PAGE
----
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Journey of Life Illustrated in Twain's The Adventures of Huckleberry Finn

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Keen wit, colloquial mastery, and incisive satire best epitomize the literary cadre of renowned American author and humorist, Samuel L. Clemens otherwise known as Mark Twain. Fellow compatriot and author, William Faulkner dubbed Mark Twain “the father of American Literature ( Jelliffe, 1956).” The use of numerous pen names and article submissions to obscure newspapers make an accurate compilation of his work difficult to ascertain. Despite this factor, his legendary masterpieces, The Adventures of Tom Sawyer and The Adventures of Huckleberry Finn catapulted him among literary greats and forever immortalized his work. Both are considered Great American novels and indicative of another Twain distinguishable trait, local color fiction or literary regionalism – a genre which reflects specific features of a particular region (people, dialect, customs, history, topography, etc.). A sequel to The Adventures of Tom Sawyer (1876), The Adventures of Huckleberry Finn (1884), commonly known as Huckleberry Finn or Huck Finn, colorfully depicts people/places along the great Mississippi River. Satirizing Southern antebellum society, the novel contains an array of themes which transcend time and cultural boundaries. Life is a journey which involves physical and mental experiences. The novel speaks to this unique experience/journey as well.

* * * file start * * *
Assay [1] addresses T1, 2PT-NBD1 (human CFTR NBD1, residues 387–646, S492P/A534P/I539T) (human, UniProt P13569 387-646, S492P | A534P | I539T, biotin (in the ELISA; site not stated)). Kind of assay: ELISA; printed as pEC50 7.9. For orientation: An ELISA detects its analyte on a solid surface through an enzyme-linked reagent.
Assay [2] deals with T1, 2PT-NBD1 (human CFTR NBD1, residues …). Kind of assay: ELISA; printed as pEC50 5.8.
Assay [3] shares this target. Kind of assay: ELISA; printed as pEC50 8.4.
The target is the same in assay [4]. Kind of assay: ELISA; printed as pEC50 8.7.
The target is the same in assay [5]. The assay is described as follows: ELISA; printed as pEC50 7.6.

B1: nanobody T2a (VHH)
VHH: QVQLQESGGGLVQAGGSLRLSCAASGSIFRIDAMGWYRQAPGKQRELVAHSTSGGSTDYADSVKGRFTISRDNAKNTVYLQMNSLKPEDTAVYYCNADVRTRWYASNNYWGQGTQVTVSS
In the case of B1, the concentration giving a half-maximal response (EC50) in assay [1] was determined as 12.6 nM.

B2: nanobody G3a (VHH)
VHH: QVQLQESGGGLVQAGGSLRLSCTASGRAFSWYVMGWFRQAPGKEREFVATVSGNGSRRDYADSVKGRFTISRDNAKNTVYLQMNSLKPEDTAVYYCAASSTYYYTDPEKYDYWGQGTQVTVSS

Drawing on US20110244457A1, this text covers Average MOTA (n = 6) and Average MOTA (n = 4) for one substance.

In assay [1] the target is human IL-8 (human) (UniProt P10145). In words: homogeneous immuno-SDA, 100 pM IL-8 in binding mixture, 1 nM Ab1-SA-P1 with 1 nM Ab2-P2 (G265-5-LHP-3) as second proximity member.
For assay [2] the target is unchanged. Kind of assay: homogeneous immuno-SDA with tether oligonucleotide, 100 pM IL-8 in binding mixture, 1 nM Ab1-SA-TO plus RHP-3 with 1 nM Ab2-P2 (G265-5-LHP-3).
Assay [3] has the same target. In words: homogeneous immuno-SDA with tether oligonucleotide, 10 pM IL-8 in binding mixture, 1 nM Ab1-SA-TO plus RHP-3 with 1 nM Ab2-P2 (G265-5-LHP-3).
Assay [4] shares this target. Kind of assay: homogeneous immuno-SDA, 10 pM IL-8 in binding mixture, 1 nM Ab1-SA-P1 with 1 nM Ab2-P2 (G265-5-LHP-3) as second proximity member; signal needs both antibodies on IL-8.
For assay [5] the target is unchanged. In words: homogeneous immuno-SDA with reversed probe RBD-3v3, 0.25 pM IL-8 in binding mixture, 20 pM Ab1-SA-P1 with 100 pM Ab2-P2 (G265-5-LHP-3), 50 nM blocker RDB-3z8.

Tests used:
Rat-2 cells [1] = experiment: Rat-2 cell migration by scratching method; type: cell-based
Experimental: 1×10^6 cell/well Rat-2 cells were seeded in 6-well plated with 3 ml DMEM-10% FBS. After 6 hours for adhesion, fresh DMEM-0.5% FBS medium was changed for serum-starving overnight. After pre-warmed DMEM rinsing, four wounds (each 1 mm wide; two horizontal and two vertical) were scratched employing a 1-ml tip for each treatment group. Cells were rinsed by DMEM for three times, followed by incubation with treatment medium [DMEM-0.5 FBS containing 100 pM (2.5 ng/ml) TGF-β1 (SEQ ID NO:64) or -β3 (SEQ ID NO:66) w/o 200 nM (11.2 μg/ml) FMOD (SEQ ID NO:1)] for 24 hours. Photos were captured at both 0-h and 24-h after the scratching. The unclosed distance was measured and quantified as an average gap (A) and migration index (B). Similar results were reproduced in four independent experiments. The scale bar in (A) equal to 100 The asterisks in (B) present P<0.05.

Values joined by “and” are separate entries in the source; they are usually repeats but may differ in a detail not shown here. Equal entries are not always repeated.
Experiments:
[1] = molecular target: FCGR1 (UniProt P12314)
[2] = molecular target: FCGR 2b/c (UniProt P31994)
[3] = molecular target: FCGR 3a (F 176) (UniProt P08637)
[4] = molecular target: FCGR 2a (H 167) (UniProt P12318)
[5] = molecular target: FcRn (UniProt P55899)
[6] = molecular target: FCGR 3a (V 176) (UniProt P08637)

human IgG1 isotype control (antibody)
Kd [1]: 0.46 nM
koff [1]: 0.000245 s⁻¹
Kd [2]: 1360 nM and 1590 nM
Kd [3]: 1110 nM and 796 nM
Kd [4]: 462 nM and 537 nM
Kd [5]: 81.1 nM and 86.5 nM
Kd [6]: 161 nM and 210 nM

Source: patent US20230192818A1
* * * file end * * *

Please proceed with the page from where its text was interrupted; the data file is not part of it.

Set around 1839 with Huck Finn as the narrator, the novel is set in the fictional town of St. Petersburg, Missouri located along the Mississippi River. The tale commences with Tom Sawyer and Huck acquiring a large sum of money due to their previous adventures chronicled in The Adventures of Tom Sawyer. Attempting to civilize him and steer him from the wayward side, the Widow Douglass and h...


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...ive stereotyping of African Americans as evidenced by the abundant use of the word nigger and the minstrel show style comedy aura. Rather than challenging 19th century racial stereotypes, Twain in essence confirms it (Leonard and Railton). An extremely offensive and disparaging term, nigger is often associated with dark skinned people (African Americans, etc.). A nigger can also be “a person of any race or origin regarded as contemptible, inferior, ignorant, etc. (dictionary reference.com).” Contemptible/ ignorant behavior is glaringly reflective throughout planet via humanity (war, violence, racism, etc.) and the various institutions (religious, political economical, etc.). Suffice to say, Huckleberry Finn is the vehicle that Mark Twain uses to personify the human evolvement process (mental, spiritual, etc.) which is indelible and universal.


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